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The Nhiêu Lộc-Thị Nghè Canal's Comeback Story

Water has no hometown.

It flows through streams, oceans, swamps, clouds, fruit, blood and breath, no place more or less its home than any other. It flows through Nhiêu Lộc-Thị Nghè as the canal moves through Saigon the way a rooster cry navigates an alleyway.

Photo by Alberto Prieto.

Named after Nguyễn Thị Khánh and her husband, Nghè, who helped Vietnamese first settle the area as well as the legend of Đặng Lộc who ferried children across it to the Nhiêu School in later years, the canal once inspired young poets and writers who praised its clear waters that revealed perch, snakehead and mollusks. When the city was young and idealistic, it flowed fresh as clean parchment waiting to be scrawled with songs, stories, wedding invitations and records of rice harvests.

But as the city grew, homes began to encroach on its banks. Poverty spilled out from underneath corrugated roofs and Nhiêu Lộc-Thị Nghè became sullied with sewage, plastic bags, beer cans, and barge oil. Stink engulfed the surrounding neighborhoods. Its water ran black like the ink streaking an overdue bill slipped beneath a locked door.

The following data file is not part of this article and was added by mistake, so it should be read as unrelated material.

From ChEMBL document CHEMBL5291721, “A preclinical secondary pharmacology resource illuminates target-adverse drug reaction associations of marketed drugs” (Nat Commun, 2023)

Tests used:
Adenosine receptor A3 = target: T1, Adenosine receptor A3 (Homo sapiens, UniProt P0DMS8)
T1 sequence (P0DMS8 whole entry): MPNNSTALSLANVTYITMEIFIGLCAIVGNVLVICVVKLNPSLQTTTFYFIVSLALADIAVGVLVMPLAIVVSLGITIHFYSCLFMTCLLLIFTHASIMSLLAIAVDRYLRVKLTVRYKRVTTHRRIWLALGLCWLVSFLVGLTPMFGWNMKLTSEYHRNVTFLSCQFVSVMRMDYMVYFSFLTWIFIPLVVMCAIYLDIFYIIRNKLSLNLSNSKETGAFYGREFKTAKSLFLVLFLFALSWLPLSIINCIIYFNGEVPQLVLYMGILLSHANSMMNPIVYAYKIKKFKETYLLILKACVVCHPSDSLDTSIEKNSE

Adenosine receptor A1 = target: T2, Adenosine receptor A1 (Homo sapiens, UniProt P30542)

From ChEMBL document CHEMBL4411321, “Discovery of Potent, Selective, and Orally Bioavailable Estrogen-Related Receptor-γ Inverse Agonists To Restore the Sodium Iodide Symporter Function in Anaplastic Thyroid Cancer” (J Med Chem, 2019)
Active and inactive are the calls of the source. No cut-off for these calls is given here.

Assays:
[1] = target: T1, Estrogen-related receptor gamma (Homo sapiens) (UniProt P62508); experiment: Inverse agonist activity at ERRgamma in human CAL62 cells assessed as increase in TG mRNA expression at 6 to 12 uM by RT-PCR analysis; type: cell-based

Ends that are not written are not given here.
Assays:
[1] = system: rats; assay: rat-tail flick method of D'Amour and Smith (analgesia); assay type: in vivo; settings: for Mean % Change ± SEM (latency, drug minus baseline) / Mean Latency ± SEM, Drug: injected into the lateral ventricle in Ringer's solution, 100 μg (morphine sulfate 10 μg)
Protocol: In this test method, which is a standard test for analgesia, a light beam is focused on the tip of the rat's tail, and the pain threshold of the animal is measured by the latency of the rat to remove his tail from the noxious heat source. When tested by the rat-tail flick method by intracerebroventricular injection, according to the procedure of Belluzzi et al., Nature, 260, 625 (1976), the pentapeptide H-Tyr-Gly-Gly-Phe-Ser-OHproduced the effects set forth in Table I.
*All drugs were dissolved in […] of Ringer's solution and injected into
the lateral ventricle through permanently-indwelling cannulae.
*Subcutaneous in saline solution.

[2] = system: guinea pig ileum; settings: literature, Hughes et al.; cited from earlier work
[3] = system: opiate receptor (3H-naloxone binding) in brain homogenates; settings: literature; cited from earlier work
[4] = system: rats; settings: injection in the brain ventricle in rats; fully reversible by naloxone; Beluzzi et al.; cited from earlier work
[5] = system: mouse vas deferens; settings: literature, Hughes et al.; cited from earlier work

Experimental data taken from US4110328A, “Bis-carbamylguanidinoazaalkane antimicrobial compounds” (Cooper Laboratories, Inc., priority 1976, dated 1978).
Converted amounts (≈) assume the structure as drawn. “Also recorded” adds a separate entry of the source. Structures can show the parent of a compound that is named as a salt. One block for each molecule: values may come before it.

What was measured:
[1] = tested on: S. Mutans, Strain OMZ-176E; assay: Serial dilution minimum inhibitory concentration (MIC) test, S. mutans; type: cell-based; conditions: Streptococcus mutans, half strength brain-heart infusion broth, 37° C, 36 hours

In 2005, while renovation was still going on, the water quality was still dismall. Photo via Thanh Niên.

Trần Khánh Dư Bridge crossing the canal to connect Tân Định and Phú Nhuận. The canal was quite polluted in 2007. Photo via Thanh Niên.

In early 2002, a plan was launched, more than US$350 million spent, over 50,000 people relocated. Dredging machines rasped their saurian maws across its bed while men with rakes and poles peeled back matted gnarls of trash from its surface. Embankments, drains and sewers were installed, trees planted and sidewalks placed. Dengue and crime fled from its shores.

Today, it’s one of the nicest places in Saigon to stroll. The stench has been whisked away, the tatters of trash drifting across its stained surface are outnumbered by the fish flitting below. You cannot drink from it, should not eat anything caught in it (despite the plentitude of fishing poles dropped in from bridges) and distributaries remain unmitigated. It’s not perfect, but it's nice. It will never fulfill the lofty potential it once held, but its descent into disgust has been reversed, and it has the ability to improve more.

I look down into it and catch my reflection in its rippling waters and recognize it as a metaphor for my life.

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